Written by on May 2, 2019

IT IS not right that every year Government has to spend money to fight outbreaks of diseases such as cholera and other communicable ailments that could easily be prevented.

Last week, the Ministry of Health announced that it had successfully battled and managed to contain a cholera outbreak in Mpulungu in Northern Province.

In 2017, close to a hundred people died from the same disease, with Lusaka contributing the highest number.

This was a blight on the health status of the nation which gobbled millions of Kwacha.

Having successfully fought the cholera epidemic, one would have expected that the nation and its citizens had learnt a lesson.

Alas, what we are seeing now shows that some people have forgotten the frantic efforts it took to bring Lusaka, in particular, to a cholera-free status.

The causes of cholera are well known.

It is basically a hygiene-related disease.

We doubt there is a household that can claim not to know what leads to cholera outbreaks and how to prevent them.

The Ministry of Health has throughout the year mounted one of the most effective and consistent awareness campaigns in the country.

It is almost impossible for any family to claim ignorance because these health campaigns targeting the fight against cholera have been in all forms of media and in local languages.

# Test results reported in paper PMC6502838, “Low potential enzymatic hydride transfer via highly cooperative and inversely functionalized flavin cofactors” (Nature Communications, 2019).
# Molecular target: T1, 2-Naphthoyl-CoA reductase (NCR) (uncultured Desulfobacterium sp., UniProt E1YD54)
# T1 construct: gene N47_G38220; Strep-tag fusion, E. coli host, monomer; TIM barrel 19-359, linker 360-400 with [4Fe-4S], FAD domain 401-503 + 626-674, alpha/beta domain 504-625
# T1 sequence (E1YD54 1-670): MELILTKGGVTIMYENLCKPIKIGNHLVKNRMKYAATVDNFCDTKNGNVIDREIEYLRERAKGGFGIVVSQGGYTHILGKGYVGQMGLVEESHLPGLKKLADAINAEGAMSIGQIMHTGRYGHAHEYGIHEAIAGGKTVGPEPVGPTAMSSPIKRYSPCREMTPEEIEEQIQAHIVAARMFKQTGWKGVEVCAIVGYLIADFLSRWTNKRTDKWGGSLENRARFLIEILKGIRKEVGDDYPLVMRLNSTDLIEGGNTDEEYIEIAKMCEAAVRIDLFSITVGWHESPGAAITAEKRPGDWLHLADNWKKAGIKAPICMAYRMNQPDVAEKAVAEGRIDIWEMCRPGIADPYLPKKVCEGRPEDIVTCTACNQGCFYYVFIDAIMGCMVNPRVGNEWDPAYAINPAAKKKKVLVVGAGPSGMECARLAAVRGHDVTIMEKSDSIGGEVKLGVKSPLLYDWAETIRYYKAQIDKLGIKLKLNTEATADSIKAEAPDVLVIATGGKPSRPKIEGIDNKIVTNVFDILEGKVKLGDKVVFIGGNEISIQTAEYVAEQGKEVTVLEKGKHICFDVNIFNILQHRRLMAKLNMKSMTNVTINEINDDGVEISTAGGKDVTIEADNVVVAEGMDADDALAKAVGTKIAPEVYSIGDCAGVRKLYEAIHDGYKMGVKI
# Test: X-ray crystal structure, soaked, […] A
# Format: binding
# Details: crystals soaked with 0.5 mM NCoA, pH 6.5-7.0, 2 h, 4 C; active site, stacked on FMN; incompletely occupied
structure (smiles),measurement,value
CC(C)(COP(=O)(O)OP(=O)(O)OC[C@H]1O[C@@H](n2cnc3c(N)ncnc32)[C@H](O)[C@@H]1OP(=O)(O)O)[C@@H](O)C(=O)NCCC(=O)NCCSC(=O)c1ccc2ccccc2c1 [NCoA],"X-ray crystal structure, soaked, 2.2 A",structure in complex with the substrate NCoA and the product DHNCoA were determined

It is for this reason that we share the frustrations of the Lusaka City Council (LCC) with regard to traders who continue to sell food in unhealthy conditions.

We support efforts by the local authority to eliminate rubbish from commercial and residential areas.

It is important for residents to adhere to health regulations by ensuring that food stuffs are sold in hygienic conditions.

We strongly support LCC’s insistence that meat and other foods should be sold only in appropriate places like butcheries and stores.

 LCC acting director for public health Edgar Mulwanda said in an interview with the Sun that the local authority was disappointed that some people had continued with the illegal business despite its efforts to curb it.

Mr Mulwanda said it was unhygienic to sell ready-to-eat food in open spaces and on the streets.

He said the practice posed a danger to members of the public, especially consumers.

It does not take much to set off a cholera epidemic, especially in some of our shanty compounds where clean running water is erratic.

It is also unfortunate that some of the traders selling beef on tables in the streets have no means of ensuring that their merchandise is safe for the consumers.

A common feature among such traders is a table piled with meat and flies feasting on the same.

This is hardly healthy and should be discouraged. Much as we know people have to make a living, it should not be at the expense of the general health of the nation.

Those who want to sell meat must invest in setting up small butcheries that adhere to health regulations.

Business should not just be about making profit, but providing a good service to consumers.

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